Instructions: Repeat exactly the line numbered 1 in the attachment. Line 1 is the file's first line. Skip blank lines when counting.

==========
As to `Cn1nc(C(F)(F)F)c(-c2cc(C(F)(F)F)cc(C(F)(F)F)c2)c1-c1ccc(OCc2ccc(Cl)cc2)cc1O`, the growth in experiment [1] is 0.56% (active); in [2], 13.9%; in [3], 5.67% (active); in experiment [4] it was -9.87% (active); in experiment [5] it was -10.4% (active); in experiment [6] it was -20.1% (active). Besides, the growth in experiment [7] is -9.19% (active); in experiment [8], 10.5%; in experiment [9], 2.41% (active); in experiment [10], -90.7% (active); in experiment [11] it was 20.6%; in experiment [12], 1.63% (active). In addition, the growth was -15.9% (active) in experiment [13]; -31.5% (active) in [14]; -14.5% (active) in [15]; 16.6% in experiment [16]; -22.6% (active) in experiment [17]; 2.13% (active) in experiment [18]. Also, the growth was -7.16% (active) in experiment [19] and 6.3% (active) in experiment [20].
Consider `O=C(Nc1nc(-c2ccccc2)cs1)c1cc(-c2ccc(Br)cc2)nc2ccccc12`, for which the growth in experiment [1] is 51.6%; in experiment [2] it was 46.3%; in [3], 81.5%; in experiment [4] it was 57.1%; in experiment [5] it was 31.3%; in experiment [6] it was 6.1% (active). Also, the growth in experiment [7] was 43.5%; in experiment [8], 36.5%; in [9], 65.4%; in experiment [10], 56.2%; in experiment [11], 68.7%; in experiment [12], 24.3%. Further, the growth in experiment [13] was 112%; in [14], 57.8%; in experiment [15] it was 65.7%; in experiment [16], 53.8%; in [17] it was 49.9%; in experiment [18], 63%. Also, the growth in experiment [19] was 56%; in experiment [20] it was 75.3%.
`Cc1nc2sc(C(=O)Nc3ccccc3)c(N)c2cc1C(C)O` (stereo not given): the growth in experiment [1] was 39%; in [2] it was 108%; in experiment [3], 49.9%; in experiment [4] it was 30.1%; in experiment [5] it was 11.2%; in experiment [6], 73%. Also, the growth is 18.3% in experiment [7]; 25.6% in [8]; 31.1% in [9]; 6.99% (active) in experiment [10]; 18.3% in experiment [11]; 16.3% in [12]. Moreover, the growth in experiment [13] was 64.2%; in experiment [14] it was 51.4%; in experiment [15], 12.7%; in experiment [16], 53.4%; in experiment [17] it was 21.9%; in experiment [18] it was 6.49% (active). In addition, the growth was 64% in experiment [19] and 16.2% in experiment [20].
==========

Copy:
As to `Cn1nc(C(F)(F)F)c(-c2cc(C(F)(F)F)cc(C(F)(F)F)c2)c1-c1ccc(OCc2ccc(Cl)cc2)cc1O`, the growth in experiment [1] is 0.56% (active); in [2], 13.9%; in [3], 5.67% (active); in experiment [4] it was -9.87% (active); in experiment [5] it was -10.4% (active); in experiment [6] it was -20.1% (active). Besides, the growth in experiment [7] is -9.19% (active); in experiment [8], 10.5%; in experiment [9], 2.41% (active); in experiment [10], -90.7% (active); in experiment [11] it was 20.6%; in experiment [12], 1.63% (active). In addition, the growth was -15.9% (active) in experiment [13]; -31.5% (active) in [14]; -14.5% (active) in [15]; 16.6% in experiment [16]; -22.6% (active) in experiment [17]; 2.13% (active) in experiment [18]. Also, the growth was -7.16% (active) in experiment [19] and 6.3% (active) in experiment [20].